Heck, here, we don’t even have a mixer. We’ve got a whisk attachment for the stick blender, and I don’t even know where it is half the time. The slicer’s in the shed and anyone mad enough to use it risks death every time. (Sorry, that was kind of dramatic, but that thing is wicked beyond words.) Three compartment sink? Yeah right! Sanitation buckets? Nope; recycle sour cream containers. We’ve got two big bowls and heaven knows we need five for all the sides we’re making on a daily basis. U.S. Foods doesn’t stock small gloves. The two freezers we have also serve as our prep tables, which means having to clear them every time we need to get into the freezer, and we took one of the freezers with us to Bliss [because it’s that small]. We have one perforated spoon and two red-handled spatulas. We sure could use more cambros for all the food we make out of all the harvest we have to keep up with. Shelving = wire rack shelving with shelves that have been cut short and harnessed to/from places with screws and twistie ties and rope and who knows what. We’ve been through two food processors since I got here because forget heavy-duty robocoupes. This kitchen has been thrown together on an improv-as-needed basis. It drives me crazy half the time, but it’s pretty cool when you can step back and say, hey, I made that happen without all this stuff that’s normally at my fingertips back home.
I told Scott all that, and he said he appreciated hearing it, and that my saying it made him think, yeah, it really is all kinda cool. Of course he can walk into the kitchen and say it’s the crappiest kitchen [equipment-wise] that he’s ever worked in, but nobody else here knows that, and they’re all happy with what gets put out and are proud of him and grateful to him for the amazing job he does, so why worry? He told me that since coming to Pond Hill, he’s really started emphasizing working for people you like to work for and get along with. I’m glad, because with being so green, I wonder sometimes if it’s too idealistic to want to work for people you do enjoy working for. But then I hear it from Scott, and he’s been in the industry for two decades; I think that’s license enough to hope.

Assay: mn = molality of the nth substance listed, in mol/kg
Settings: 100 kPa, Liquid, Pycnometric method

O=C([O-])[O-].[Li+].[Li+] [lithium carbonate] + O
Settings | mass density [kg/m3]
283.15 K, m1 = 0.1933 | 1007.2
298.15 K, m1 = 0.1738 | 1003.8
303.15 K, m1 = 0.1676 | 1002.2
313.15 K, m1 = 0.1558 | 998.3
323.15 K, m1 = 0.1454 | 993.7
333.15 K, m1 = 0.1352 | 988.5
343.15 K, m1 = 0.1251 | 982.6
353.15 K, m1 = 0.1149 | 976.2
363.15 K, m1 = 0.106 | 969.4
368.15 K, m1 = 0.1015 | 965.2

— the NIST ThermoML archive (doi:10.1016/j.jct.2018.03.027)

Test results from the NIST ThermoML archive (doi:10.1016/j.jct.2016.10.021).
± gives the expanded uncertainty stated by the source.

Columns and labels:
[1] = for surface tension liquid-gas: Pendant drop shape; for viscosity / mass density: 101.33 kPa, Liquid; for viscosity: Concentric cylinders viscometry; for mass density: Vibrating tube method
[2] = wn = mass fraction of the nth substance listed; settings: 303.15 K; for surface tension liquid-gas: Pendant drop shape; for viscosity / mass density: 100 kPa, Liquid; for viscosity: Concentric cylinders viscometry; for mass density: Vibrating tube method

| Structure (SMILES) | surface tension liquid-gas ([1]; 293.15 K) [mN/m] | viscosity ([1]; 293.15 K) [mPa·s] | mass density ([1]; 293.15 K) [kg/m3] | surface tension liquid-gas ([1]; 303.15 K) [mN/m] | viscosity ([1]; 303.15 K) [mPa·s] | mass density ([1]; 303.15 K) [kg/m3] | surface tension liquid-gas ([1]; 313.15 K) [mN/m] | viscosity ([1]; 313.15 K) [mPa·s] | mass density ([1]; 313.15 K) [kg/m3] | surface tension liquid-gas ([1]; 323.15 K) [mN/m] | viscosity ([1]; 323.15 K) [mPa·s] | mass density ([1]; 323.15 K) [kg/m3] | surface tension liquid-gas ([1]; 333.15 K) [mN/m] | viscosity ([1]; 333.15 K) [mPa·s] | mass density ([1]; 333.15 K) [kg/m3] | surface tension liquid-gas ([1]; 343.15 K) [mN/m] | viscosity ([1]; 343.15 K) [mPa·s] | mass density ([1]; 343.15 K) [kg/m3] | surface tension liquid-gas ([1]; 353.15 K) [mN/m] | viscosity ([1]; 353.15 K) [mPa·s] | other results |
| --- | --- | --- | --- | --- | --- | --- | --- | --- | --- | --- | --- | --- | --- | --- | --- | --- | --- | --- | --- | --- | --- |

Oh, Scott made it clear yesterday that… Well. “Do you have anything more casual to wear?” “What? No one’s going to be wearing a chef’s jacket?” “Well, I can tell you that no one’s going to be wearing a chef’s jacket, a skull cap, and a blue apron.” So, at Bliss, I wore my MCI t-shirt, jeans, and my skull cap, and somehow we all still passed health inspection, even though Scott was wearing [close-toed] sandals with socks. Mhm.